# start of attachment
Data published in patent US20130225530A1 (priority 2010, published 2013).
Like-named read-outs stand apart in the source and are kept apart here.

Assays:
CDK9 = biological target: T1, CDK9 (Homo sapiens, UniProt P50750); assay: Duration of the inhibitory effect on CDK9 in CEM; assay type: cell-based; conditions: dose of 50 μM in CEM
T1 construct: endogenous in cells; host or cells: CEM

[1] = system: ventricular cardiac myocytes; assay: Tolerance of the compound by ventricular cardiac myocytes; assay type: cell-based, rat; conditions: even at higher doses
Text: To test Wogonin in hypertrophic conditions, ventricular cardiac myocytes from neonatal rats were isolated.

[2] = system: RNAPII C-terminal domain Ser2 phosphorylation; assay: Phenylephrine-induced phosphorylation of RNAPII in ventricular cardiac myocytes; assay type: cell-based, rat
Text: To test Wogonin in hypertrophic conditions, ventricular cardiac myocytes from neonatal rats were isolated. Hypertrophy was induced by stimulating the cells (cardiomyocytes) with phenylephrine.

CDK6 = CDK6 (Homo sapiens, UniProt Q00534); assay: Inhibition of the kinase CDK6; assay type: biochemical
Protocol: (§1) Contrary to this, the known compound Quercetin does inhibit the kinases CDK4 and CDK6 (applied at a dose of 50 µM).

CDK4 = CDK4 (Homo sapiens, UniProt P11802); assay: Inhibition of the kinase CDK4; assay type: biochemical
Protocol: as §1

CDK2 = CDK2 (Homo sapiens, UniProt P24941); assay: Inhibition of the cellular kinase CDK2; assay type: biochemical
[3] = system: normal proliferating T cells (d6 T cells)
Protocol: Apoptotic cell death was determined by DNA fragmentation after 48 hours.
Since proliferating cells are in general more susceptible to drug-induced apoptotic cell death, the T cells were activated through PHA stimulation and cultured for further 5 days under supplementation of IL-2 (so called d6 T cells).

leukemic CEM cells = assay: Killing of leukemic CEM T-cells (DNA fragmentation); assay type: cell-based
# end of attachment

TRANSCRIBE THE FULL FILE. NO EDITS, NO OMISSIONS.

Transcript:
Data published in patent US20130225530A1 (priority 2010, published 2013).
Like-named read-outs stand apart in the source and are kept apart here.

Assays:
CDK9 = biological target: T1, CDK9 (Homo sapiens, UniProt P50750); assay: Duration of the inhibitory effect on CDK9 in CEM; assay type: cell-based; conditions: dose of 50 μM in CEM
T1 construct: endogenous in cells; host or cells: CEM

[1] = system: ventricular cardiac myocytes; assay: Tolerance of the compound by ventricular cardiac myocytes; assay type: cell-based, rat; conditions: even at higher doses
Text: To test Wogonin in hypertrophic conditions, ventricular cardiac myocytes from neonatal rats were isolated.

[2] = system: RNAPII C-terminal domain Ser2 phosphorylation; assay: Phenylephrine-induced phosphorylation of RNAPII in ventricular cardiac myocytes; assay type: cell-based, rat
Text: To test Wogonin in hypertrophic conditions, ventricular cardiac myocytes from neonatal rats were isolated. Hypertrophy was induced by stimulating the cells (cardiomyocytes) with phenylephrine.

CDK6 = CDK6 (Homo sapiens, UniProt Q00534); assay: Inhibition of the kinase CDK6; assay type: biochemical
Protocol: (§1) Contrary to this, the known compound Quercetin does inhibit the kinases CDK4 and CDK6 (applied at a dose of 50 µM).

CDK4 = CDK4 (Homo sapiens, UniProt P11802); assay: Inhibition of the kinase CDK4; assay type: biochemical
Protocol: as §1

CDK2 = CDK2 (Homo sapiens, UniProt P24941); assay: Inhibition of the cellular kinase CDK2; assay type: biochemical
[3] = system: normal proliferating T cells (d6 T cells)
Protocol: Apoptotic cell death was determined by DNA fragmentation after 48 hours.
Since proliferating cells are in general more susceptible to drug-induced apoptotic cell death, the T cells were activated through PHA stimulation and cultured for further 5 days under supplementation of IL-2 (so called d6 T cells).

leukemic CEM cells = assay: Killing of leukemic CEM T-cells (DNA fragmentation); assay type: cell-based